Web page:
NASHVILLE, Tenn. (WKRN) — Governor Bill Lee is expected to say Tuesday if he’ll call back lawmakers for a special session after an outcry from business interests over one measure not passed before legislative adjournment.
It comes after a bill limiting COVID-19 liability immunity divided the Republican majorities in the Tennessee House and Senate.
The two chambers did not have an agreement before they adjourned the session.
“The Tennessee state constitution Article One Section 20 specifically said there will be no retrospective (retroactive) laws,” said Rep. John Ragan during a debate on a potential compromise worked out in a conference committee between the House and Senate chambers.
The Senate thought it had a deal to make the business liability immunity retroactive to when COVID-19 came to Tennessee.
After the House balked at accepting the deal for the COVID-19 lawsuit bill, Lt. Governor Randy McNally called out House Majority Leader William Lamberth and House sponsor Michael Curcio on Twitter.
“@William Lamberth together with the bill’s sponsor, @StateRepCurcio, cobbled together a cabal of Democrats and attorneys to defeat the legislation and place our entire economy in danger. It was irresponsible and dangerous.” said the Lt. Gov. McNally in series of tweets. “The failure of the @TNHouseReps to pass legislation protecting our state’s businesses has created an opportunity for trial lawyers seeking a payday to disrupt our economy and put people out of work.”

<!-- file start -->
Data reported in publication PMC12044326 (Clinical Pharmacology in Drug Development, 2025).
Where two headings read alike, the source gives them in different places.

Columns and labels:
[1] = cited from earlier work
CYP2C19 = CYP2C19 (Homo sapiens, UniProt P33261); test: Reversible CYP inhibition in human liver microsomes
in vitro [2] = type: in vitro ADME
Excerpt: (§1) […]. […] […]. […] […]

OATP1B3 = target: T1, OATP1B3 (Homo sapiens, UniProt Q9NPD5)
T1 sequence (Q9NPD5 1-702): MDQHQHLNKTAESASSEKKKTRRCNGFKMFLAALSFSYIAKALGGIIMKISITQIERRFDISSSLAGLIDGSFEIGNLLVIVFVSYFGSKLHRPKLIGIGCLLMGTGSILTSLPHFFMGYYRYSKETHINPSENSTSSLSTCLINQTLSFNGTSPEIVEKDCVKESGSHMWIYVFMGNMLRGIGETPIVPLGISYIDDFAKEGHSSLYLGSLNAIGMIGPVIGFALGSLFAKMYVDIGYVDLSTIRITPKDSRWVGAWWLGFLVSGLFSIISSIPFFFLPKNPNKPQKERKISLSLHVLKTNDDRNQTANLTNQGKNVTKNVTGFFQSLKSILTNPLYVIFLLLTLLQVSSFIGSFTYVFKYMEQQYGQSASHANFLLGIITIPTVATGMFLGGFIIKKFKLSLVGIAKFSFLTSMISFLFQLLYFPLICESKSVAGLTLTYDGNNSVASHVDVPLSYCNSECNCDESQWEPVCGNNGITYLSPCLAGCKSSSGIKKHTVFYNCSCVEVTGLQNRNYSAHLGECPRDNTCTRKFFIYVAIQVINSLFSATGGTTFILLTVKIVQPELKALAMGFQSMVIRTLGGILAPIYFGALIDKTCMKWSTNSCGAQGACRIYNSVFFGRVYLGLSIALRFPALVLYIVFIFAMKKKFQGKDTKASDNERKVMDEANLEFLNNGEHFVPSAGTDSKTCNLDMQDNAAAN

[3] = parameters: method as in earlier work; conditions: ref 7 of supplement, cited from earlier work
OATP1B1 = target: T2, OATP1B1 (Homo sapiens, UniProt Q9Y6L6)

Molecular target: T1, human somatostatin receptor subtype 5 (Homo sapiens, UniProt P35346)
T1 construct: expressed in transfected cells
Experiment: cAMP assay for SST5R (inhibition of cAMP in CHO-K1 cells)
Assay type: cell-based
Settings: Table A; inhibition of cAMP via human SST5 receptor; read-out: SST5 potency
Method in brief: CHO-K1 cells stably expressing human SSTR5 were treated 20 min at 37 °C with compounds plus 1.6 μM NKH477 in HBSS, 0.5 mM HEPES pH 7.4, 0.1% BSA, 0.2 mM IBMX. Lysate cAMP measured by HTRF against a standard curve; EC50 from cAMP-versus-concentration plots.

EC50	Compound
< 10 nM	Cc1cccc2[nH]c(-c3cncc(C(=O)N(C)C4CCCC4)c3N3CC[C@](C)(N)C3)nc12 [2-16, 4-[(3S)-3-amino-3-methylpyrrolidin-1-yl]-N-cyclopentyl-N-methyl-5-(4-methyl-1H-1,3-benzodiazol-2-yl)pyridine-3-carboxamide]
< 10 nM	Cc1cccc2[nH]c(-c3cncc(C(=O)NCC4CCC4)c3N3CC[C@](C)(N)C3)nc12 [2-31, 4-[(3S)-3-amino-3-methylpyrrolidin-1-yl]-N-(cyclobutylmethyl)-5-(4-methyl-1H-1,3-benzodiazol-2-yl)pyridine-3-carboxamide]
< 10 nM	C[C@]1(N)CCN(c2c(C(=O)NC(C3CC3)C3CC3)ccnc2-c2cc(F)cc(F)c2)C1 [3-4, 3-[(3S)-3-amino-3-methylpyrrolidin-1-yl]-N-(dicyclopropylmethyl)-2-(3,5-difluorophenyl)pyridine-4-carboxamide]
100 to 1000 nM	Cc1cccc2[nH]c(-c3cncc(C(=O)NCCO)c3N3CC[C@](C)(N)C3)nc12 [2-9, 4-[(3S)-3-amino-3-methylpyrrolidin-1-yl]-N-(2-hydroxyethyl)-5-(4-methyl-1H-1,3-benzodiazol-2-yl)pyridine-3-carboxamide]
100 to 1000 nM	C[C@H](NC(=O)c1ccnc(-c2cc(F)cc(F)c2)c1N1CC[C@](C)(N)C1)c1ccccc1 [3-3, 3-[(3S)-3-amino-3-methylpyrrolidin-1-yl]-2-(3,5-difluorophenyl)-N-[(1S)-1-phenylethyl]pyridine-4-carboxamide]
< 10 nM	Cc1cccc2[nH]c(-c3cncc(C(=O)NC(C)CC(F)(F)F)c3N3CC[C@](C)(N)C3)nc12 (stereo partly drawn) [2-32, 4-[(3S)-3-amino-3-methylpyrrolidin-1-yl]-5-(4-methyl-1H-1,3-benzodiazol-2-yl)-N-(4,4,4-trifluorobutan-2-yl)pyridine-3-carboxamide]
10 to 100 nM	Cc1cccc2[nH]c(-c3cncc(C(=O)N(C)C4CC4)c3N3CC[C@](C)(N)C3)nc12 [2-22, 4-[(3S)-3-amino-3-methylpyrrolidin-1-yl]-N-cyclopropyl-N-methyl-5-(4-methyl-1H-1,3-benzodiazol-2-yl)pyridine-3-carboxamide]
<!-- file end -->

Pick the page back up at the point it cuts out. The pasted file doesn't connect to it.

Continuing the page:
House Speaker Cameron Sexton responded in a statement later Friday.
“”The House was and remains fully prepared to work to provide critical protections for our businesses and for Tennesseans during the challenges resulting from COVID-19. Finger pointing at members on social media because they expressed their opinions is not a productive way to arrive at an effective solution. Even after the inability of the Senate proposal to gain 50 votes in the House, the Senate turned down multiple opportunities to negotiate last night. I remain committed to working with them in the future for the benefit of the business community, as well as other institutions and the people of our state.”
Many questions loom if a special session is considered.
When would it be and would it be limited to just the COVID-19 liability bill?
Plus, lawmakers want to get back to their districts to campaign.
The entire House and half the Senate is up for re-election this fall.
House Republican Caucus Chair Jeremy Faison believed most of his members are against a special before August primaries they may face, but would supportive later in the summer.
This is a developing story. Stay with News 2 and WKRN.com for updates.